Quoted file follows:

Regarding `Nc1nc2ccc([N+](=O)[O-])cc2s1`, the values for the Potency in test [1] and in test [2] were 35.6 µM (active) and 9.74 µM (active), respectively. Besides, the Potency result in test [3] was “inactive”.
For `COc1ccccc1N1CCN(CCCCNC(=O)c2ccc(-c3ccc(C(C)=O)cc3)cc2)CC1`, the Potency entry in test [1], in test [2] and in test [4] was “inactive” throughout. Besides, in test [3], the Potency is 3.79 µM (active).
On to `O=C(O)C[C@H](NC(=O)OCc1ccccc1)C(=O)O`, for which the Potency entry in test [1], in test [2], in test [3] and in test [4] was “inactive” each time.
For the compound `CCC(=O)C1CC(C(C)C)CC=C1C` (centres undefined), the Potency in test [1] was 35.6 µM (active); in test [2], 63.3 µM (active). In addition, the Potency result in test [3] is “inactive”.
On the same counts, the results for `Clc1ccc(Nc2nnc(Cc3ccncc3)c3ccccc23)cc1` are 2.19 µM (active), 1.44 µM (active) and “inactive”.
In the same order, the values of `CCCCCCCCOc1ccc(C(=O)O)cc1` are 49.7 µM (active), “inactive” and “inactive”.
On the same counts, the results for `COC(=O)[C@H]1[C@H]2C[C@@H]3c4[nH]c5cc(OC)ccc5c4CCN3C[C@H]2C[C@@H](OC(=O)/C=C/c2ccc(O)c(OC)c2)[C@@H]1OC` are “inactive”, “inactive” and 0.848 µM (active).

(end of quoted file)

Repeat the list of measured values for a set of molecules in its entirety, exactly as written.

Regarding `Nc1nc2ccc([N+](=O)[O-])cc2s1`, the values for the Potency in test [1] and in test [2] were 35.6 µM (active) and 9.74 µM (active), respectively. Besides, the Potency result in test [3] was “inactive”.
For `COc1ccccc1N1CCN(CCCCNC(=O)c2ccc(-c3ccc(C(C)=O)cc3)cc2)CC1`, the Potency entry in test [1], in test [2] and in test [4] was “inactive” throughout. Besides, in test [3], the Potency is 3.79 µM (active).
On to `O=C(O)C[C@H](NC(=O)OCc1ccccc1)C(=O)O`, for which the Potency entry in test [1], in test [2], in test [3] and in test [4] was “inactive” each time.
For the compound `CCC(=O)C1CC(C(C)C)CC=C1C` (centres undefined), the Potency in test [1] was 35.6 µM (active); in test [2], 63.3 µM (active). In addition, the Potency result in test [3] is “inactive”.
On the same counts, the results for `Clc1ccc(Nc2nnc(Cc3ccncc3)c3ccccc23)cc1` are 2.19 µM (active), 1.44 µM (active) and “inactive”.
In the same order, the values of `CCCCCCCCOc1ccc(C(=O)O)cc1` are 49.7 µM (active), “inactive” and “inactive”.
On the same counts, the results for `COC(=O)[C@H]1[C@H]2C[C@@H]3c4[nH]c5cc(OC)ccc5c4CCN3C[C@H]2C[C@@H](OC(=O)/C=C/c2ccc(O)c(OC)c2)[C@@H]1OC` are “inactive”, “inactive” and 0.848 µM (active).